Abstract: A baseline study was conducted to determine the status of indigenous chicken production in Gulu and Kiryandongo districts with a major focus on demographic characteristics, general management, production, feeds and feeding. A total of 121 households were used for the study in two sub-counties from each district. The data were collected using a pre-tested structured questionnaire and then analysed using version 16, SPSS computer package. It was observed that the average household size was ten people in both districts. Land ownership was mainly customary in Gulu (93.3%) and private in Kiryandongo (37.7%). The respondents kept chickens, cattle, goats, pigs, and sheep. However chickens were ranked highest in relation to other livestock kept by farmers. The average chicken flock size was 34 ± 3 birds per household, composed of three cocks, eight hens, eight pullets, six cockerels, and ten chicks. Sexual maturity for both male and female chickens was attained at six months of age. Farmers reported an average clutch size of 14 eggs per hen with three laying cycles per year. The data also revealed that most of the farmers (92.6%) would wish to provide supplementary feed routinely if it was available and 95.9% currently provide water to their chickens. The feedstuffs provided by some farmers included maize (Zea mays), sorghum (Sorghum bicolor), millet (Eleusine coracona), ground nuts (Arachis hypogea), soybeans (Glycine max) as well as milling by-products such as maize and rice bran. Availability of these feedstuffs varies with seasons, being more readily available in the dry seasons and scarce towards the end of the dry season and in the rainy season. Eggs and chicken contribute to protein nutrition and food security and are also occasionally sold for income generation. It was concluded that indigenous chickens form an integral part of rural livelihoods in Northern Uganda. The majority of farmers would provide supplemental feed to free range chickens if it was readily available. Feed supplementation strategies carefully designed to meet the nutritional requirements for the birds all year round would significantly improve the productivity of local chickens.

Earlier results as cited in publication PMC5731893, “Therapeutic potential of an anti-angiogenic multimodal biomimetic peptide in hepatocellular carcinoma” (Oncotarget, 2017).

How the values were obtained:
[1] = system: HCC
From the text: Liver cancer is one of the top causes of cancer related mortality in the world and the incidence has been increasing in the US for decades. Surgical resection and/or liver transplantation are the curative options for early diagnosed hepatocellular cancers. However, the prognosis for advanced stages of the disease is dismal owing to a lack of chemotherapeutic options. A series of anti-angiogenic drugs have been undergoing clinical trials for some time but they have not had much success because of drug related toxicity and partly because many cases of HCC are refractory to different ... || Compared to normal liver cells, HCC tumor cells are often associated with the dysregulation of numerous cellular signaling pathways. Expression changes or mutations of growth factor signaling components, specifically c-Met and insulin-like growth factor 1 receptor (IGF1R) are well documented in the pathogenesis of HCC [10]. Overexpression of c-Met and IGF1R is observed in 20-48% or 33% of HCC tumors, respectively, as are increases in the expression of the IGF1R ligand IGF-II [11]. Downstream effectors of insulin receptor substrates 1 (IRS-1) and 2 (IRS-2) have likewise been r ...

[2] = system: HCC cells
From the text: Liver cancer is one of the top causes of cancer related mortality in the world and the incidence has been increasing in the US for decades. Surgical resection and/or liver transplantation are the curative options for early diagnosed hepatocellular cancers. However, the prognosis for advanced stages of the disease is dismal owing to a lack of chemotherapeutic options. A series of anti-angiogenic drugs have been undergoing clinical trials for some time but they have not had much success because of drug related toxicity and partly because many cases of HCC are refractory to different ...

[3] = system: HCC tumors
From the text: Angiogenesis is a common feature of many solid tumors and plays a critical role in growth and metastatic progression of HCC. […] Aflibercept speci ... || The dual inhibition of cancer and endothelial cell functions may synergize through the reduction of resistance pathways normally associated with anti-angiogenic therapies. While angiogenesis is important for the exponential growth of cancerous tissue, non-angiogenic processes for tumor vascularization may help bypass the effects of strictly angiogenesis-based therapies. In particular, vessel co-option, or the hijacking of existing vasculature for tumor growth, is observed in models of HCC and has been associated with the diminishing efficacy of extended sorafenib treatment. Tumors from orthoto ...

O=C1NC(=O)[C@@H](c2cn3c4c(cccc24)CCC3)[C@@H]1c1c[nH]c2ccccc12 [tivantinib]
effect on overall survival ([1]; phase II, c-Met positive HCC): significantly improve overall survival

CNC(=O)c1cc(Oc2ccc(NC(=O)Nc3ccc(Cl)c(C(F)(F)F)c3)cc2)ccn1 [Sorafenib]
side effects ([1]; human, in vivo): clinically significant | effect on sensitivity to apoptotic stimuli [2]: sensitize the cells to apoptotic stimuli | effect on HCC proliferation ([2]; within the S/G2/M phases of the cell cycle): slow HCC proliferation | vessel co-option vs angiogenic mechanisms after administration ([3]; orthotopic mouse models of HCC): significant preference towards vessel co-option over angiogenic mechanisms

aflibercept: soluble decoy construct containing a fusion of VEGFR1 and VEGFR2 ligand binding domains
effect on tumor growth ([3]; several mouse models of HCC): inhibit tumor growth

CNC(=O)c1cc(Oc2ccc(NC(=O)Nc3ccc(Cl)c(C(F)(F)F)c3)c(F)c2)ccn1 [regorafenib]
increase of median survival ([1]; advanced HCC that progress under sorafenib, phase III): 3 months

Keywords: feed seasonality, flocks, scavenging chickens